BoJack Horseman premiÃƒ¨red on Netflix last week, a new animated adult comedy dashed with dark humour and satire. In a world where humans and animals co-exist and interact, the show follows the life of the title character BoJack Horseman (Will Arnett), a talking horse who is struggling to come to terms with his failed celebrity career.
Eighteen years ago, BoJack had been the starring actor of the hit sitcom ‘Horsin’ Around’, a show about a horse who adopts three human children. But when we meet BoJack, he’s a washed up, heavy drinking has-been who never saw success after his first hit role. He lives in a plush flat in Hollywood bought from his previous success and allows human youngster Todd (Aaron Paul) to sleep on his sofa. BoJack acts like he is doing Todd all the favours, but in reality BoJack is a loner, desperate for company.
His attitude seems to be a mixture of the self-obsessed Charlie Sheen/Archer type character – as BoJack says himself: “I’m more of a before-rehab friend.” – yet the writers have managed to give BoJack more depth than the classic ‘asshole’ characters viewers have become accustomed to in recent television. They give an insight into his feelings of depression and loneliness that reveal BoJack’s fragile side.
In an attempt to revive his career and please his agent/ex-girlfriend Princess Carolyn (Amy Sedaris), BoJack has signed a book deal with Penguin to write an autobiography. The problem? B0Jack is lazy and behind schedule. So Diane (Alison Brie) is employed as his ghost writer. In most of the series Diane follows BoJack around to gain information for their book. BoJack, who is at first reluctant to open up his personal life to Diane, eventually trusts her and falls in love with her.
Of course, there can’t be an easy happy ending for BoJack, as Diane is already in a relationship with celebrity-dog Mr Peanutbutter (Paul F. Tomkins) whom BoJack hates. The main story of the series is BoJack’s efforts to woo Diane into falling in love with him and finding the peace and happiness he has always searched for in life. Although some of the themes are rather bleak, the brilliant writing allows the comedy to lighten up the sadder elements.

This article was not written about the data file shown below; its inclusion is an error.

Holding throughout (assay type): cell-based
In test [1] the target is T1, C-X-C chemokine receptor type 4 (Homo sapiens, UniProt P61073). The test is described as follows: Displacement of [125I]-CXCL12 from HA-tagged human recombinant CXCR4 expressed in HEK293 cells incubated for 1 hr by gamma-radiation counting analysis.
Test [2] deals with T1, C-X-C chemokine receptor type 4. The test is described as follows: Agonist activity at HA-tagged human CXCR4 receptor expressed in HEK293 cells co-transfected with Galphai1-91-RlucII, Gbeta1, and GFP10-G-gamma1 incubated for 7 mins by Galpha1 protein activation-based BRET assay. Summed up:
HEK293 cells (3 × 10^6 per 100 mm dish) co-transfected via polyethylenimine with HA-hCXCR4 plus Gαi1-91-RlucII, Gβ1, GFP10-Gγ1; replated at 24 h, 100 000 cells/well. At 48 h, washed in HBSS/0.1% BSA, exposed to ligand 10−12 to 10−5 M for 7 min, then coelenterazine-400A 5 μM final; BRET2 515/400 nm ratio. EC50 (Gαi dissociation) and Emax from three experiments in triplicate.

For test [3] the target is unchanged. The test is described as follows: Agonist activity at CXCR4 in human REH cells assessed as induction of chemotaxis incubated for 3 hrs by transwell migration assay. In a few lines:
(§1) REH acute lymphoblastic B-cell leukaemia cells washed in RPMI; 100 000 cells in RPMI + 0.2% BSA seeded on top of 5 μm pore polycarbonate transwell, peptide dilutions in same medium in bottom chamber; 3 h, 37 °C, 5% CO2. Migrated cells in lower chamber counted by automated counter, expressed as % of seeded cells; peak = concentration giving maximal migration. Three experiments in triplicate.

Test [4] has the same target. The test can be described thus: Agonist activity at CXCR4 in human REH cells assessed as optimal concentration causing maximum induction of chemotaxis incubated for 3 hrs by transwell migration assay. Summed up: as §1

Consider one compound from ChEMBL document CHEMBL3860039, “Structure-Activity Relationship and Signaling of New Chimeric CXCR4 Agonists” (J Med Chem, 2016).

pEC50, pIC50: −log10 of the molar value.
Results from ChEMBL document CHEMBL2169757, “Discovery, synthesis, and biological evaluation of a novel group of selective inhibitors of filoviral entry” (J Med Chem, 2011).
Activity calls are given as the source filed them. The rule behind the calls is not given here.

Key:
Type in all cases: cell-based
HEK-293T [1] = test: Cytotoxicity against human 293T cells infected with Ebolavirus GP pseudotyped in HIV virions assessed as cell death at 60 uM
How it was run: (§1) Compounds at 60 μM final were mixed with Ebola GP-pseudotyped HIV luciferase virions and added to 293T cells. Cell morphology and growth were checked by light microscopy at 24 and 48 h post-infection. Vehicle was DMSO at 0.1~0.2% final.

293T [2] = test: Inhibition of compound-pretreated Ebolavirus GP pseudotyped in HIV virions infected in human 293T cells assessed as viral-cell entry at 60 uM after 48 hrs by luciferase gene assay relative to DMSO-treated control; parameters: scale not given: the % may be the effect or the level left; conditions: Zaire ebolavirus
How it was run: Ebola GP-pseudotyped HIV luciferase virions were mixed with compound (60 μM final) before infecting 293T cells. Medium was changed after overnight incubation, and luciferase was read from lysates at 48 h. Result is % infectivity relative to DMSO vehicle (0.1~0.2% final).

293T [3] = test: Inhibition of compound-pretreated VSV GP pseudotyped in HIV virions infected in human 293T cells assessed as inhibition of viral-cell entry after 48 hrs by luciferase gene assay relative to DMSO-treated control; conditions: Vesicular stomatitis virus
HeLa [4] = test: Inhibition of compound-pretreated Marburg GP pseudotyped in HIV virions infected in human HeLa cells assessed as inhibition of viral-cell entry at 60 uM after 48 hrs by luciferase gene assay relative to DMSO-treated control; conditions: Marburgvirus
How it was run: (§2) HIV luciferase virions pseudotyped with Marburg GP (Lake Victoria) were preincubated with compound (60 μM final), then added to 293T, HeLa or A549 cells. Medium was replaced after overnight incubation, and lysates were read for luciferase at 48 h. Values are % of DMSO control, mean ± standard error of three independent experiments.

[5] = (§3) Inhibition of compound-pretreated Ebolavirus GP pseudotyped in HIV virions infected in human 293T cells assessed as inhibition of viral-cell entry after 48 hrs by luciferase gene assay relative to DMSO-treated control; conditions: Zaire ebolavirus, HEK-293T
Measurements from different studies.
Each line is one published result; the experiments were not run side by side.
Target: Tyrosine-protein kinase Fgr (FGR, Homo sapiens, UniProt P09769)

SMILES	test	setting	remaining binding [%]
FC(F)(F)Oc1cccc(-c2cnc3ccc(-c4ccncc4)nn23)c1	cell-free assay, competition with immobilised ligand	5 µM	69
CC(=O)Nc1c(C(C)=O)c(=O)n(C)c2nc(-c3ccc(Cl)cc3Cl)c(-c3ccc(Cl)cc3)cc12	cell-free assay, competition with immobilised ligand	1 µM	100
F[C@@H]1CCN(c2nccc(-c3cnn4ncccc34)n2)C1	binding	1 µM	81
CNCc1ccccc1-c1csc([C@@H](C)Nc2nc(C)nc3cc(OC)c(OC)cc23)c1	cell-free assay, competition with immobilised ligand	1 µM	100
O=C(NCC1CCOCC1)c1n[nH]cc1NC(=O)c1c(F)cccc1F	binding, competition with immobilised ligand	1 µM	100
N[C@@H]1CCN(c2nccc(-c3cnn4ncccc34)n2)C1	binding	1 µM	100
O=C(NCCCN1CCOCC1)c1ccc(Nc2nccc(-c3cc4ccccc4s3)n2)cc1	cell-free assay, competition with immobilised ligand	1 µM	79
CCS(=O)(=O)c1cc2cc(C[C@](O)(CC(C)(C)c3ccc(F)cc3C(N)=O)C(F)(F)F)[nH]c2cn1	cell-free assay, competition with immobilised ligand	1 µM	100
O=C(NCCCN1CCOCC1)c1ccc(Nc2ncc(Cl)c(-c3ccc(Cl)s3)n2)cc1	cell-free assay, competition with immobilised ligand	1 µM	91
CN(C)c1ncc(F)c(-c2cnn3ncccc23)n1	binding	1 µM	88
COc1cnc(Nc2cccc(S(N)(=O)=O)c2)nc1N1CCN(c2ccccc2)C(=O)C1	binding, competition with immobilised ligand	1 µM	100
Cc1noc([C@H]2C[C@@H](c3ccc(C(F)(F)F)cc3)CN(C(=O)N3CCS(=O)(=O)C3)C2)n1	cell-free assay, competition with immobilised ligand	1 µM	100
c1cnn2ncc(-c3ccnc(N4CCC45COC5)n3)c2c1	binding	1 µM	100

Unlike some other animated adult series’ (Family Guy, Archer) there seems to be a stronger running plot through BoJack, with more continuity from one episode to the next. This continuity also shines through with some of the running jokes of the series, which get funnier every time they’re repeated.
Another element of subtle comedy which features throughout the series is the animal jokes: the publisher at Penguin books is an actual penguin, a waitress/cow serves milk from her udders and begrudges steak eaters, film director Quentin Tarantula-tino, the list goes on…
What Netflix and creator Raphael Bob-Waksberg have managed to do is create a comedy series with meaning. In the first few episodes, viewers are only shown the wacky, crude and comical side of the characters lives, but by the end of the season, there is so much more to them than first thought.
Punctuated throughout with sharp humour and a good plot, anyone who’s been reluctant to watch BoJack Horseman should give it a try. And with a new series already confirmed by Netflix, we can’t wait to see more!